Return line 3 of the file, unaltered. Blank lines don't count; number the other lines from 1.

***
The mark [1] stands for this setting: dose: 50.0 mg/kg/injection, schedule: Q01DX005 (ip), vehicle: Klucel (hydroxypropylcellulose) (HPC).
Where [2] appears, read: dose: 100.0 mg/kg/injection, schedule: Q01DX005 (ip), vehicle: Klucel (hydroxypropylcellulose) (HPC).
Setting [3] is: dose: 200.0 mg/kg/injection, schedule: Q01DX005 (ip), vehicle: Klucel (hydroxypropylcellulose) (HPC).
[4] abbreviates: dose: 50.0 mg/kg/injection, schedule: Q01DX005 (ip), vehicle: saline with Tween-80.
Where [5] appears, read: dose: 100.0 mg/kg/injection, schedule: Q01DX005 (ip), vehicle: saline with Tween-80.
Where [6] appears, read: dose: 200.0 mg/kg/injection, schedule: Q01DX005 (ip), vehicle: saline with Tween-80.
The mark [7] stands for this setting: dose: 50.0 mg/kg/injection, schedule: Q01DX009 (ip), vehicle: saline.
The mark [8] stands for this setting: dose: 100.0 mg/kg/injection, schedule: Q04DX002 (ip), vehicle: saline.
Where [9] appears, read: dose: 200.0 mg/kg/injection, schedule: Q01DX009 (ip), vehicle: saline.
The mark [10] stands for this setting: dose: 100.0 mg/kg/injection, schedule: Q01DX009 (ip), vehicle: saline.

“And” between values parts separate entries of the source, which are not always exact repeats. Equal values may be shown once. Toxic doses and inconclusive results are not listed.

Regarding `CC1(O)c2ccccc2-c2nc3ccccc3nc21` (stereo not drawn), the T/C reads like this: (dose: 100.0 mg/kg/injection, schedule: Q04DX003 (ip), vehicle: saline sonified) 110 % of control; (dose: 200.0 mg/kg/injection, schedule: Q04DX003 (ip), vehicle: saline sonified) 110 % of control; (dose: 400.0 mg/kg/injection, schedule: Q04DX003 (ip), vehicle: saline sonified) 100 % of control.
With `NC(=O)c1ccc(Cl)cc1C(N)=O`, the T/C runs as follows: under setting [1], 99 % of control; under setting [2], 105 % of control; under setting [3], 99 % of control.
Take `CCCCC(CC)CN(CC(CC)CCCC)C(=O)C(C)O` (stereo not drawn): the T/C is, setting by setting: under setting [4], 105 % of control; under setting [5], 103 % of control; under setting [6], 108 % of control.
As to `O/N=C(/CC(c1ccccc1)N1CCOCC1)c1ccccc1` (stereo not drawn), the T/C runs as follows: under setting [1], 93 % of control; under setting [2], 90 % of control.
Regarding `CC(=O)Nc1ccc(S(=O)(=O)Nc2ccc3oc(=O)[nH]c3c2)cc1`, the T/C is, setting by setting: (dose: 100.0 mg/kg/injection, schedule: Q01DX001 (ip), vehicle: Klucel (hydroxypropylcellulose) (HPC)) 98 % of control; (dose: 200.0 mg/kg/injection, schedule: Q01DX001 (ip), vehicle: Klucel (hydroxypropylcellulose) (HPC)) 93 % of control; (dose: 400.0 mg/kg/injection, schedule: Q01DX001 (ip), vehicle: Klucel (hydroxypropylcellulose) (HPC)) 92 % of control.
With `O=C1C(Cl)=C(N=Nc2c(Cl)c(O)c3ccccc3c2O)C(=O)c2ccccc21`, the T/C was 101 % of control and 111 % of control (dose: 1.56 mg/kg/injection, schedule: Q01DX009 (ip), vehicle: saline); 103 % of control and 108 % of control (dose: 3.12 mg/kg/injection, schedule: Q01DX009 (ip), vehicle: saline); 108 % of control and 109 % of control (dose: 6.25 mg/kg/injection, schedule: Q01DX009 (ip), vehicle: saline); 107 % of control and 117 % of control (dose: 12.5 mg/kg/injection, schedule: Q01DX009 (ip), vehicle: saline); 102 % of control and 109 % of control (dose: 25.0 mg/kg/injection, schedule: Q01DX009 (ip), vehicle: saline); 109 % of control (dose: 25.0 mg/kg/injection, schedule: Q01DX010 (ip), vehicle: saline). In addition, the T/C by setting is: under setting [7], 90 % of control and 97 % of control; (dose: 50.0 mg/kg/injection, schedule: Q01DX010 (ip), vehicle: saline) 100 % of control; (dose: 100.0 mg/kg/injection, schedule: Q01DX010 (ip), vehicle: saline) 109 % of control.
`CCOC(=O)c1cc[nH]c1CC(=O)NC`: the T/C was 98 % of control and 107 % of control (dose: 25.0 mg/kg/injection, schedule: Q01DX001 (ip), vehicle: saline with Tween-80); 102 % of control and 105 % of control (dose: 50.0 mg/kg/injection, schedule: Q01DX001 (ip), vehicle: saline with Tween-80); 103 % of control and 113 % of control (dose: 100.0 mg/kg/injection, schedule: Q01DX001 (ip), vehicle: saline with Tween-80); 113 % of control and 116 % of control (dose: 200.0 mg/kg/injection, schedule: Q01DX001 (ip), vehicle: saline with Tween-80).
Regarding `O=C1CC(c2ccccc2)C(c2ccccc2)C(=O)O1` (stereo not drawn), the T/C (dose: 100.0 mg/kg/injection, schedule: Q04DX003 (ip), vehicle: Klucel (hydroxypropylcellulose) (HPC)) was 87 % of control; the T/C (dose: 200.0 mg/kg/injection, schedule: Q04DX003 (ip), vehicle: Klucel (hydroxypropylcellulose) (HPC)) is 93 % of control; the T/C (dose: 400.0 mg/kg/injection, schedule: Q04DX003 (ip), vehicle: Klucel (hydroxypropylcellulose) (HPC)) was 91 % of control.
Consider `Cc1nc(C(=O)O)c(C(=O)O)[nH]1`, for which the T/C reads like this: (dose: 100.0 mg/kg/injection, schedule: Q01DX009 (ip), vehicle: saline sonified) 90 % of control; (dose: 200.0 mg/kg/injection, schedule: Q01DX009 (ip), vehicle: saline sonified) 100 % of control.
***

Setting [3] is: dose: 200.0 mg/kg/injection, schedule: Q01DX005 (ip), vehicle: Klucel (hydroxypropylcellulose) (HPC).